Mushrooms: Your Newest Vitamin D Source

Since 85 percent of the U.S. population is deficient in vitamin D due to some sort of sun phobia or just not making enough effort to get outside regularly, this news about mushrooms becoming a new source for vitamin D is probably a good idea.

So far, researchers have found exposing the most commonly sold mushrooms (white button) to merely five minutes of ultraviolet light after harvesting generates almost nine times the daily value of vitamin D.

News like this comes at a good time, since I have radically shifted my views on oral supplements for vitamin D, because it's just too darn easy to overdose. I have done it a few times and I test myself regularly. I spent most of the winter working in Maui this year and had nearly daily sun exposure.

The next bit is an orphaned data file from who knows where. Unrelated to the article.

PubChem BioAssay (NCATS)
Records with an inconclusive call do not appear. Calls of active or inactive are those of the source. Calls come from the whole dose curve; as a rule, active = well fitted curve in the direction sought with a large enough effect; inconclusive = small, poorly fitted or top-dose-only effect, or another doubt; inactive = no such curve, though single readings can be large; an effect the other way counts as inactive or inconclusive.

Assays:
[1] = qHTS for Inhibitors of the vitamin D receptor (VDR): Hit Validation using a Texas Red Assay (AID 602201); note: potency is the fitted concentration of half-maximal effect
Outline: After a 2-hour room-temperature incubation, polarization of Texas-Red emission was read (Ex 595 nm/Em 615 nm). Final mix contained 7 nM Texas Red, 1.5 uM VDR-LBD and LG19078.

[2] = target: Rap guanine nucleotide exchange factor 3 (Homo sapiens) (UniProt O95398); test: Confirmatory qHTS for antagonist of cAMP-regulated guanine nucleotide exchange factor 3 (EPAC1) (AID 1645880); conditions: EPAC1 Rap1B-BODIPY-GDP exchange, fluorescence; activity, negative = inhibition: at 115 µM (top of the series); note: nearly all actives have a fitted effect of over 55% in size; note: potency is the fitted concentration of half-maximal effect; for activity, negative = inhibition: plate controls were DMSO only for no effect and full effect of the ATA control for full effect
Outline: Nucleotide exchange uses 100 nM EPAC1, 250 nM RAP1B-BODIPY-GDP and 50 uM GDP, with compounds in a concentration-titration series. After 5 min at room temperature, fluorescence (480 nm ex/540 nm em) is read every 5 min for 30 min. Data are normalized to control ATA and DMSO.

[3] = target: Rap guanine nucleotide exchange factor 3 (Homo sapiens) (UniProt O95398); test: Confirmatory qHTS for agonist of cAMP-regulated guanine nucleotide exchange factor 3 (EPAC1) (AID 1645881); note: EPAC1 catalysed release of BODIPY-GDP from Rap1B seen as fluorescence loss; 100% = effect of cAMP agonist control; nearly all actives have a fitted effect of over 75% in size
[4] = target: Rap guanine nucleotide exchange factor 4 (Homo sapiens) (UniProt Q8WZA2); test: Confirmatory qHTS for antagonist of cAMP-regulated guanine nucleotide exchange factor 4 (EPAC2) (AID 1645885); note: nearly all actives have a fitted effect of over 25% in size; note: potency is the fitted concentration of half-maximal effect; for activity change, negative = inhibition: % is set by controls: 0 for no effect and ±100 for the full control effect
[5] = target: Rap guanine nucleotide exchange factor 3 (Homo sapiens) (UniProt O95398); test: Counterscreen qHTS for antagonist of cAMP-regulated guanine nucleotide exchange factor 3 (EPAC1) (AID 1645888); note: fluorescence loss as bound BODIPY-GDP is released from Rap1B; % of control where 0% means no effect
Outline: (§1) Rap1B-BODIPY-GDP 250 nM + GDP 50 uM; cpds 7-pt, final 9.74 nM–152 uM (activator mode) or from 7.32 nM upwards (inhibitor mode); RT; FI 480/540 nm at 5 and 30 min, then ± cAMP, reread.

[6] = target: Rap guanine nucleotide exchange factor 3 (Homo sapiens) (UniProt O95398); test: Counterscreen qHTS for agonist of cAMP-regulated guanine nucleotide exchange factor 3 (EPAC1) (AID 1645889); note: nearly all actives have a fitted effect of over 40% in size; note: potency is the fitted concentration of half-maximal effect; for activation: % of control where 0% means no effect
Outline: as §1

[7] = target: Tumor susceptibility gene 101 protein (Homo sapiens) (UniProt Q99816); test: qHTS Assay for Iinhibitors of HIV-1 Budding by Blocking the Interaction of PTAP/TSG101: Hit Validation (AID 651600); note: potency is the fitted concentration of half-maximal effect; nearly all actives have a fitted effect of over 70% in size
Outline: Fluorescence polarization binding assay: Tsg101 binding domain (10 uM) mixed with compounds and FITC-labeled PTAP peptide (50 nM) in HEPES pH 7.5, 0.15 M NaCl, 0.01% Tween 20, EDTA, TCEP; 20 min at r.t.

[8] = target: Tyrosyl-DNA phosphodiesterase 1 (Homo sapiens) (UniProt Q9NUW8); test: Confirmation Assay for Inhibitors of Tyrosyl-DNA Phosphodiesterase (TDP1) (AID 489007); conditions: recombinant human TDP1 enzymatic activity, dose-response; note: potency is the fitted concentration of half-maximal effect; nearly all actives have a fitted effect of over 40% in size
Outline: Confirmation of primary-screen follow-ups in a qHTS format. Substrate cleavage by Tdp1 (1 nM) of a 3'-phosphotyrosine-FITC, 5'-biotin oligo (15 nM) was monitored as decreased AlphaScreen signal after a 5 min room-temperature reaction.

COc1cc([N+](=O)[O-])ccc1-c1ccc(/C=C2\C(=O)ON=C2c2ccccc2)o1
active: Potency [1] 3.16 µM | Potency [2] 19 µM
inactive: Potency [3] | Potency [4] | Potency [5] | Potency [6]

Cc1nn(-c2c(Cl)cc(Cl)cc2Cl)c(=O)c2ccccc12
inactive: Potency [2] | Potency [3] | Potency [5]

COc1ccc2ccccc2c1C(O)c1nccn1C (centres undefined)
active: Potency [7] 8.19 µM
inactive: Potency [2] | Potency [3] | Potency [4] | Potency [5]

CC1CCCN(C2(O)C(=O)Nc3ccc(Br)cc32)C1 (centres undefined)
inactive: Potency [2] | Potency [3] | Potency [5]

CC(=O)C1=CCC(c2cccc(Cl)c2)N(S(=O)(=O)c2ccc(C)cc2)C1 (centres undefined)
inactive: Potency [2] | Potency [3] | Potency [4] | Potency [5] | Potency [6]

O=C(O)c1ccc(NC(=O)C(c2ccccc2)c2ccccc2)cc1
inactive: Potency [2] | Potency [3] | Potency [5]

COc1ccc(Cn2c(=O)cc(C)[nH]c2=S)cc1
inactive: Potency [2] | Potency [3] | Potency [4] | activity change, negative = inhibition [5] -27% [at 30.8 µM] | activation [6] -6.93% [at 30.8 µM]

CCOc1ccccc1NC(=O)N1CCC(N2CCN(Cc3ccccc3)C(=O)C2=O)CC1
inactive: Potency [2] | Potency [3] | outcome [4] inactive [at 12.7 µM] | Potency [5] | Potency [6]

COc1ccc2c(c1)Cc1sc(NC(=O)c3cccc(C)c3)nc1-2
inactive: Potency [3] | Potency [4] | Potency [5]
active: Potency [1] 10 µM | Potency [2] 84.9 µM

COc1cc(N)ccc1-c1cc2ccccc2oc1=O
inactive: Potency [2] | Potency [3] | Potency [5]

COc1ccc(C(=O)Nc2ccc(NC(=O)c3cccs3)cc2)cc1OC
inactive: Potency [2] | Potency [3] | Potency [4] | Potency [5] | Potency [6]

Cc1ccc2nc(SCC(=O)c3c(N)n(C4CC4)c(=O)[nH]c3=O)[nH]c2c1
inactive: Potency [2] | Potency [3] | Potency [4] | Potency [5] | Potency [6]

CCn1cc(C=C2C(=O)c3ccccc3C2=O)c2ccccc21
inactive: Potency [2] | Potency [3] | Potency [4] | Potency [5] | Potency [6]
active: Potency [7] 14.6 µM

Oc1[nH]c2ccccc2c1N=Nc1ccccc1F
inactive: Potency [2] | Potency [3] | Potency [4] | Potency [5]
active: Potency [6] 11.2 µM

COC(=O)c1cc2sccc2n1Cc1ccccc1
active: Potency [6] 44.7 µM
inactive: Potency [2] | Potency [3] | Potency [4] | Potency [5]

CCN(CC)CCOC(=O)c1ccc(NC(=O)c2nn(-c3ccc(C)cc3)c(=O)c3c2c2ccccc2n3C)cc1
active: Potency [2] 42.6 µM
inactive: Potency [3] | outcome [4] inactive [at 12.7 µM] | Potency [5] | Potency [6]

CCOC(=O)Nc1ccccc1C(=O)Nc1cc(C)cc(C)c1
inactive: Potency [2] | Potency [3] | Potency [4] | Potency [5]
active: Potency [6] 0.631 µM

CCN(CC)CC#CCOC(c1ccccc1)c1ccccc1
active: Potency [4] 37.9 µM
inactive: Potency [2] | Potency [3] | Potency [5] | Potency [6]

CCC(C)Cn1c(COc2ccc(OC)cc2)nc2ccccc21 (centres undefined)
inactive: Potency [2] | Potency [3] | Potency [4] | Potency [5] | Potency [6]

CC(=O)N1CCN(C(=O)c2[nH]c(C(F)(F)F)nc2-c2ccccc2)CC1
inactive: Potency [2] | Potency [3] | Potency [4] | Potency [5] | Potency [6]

Prior to leaving, my levels were fine. When I returned, however, my vitamin D levels were in the toxic range, actually one of the highest we had ever measured. I believe this was related to the fact that I was taking cod liver oil for two months prior to leaving. I probably would have been fine as I have been in past winters, if I wasn't getting so much sun exposure.

Fortunately, elevated vitamin D from sun exposure drops relatively rapidly, but I am never taking cod liver oil again as I plan on getting sun exposure regularly. For those who aren't able to escape to regular winter sources of sunshine, I am working on a simple sunlamp option that will safely increase your vitamin D levels and eliminate the need for expensive testing.

The bottom line here: Get your vitamin D from sun exposure, not irradiated mushrooms or cod liver oil. However, if you choose to use them regularly, then you should, at a bare minimum, have your blood levels of vitamin D checked a few times to make sure you don't overdose.

MSNBC April 18, 2006

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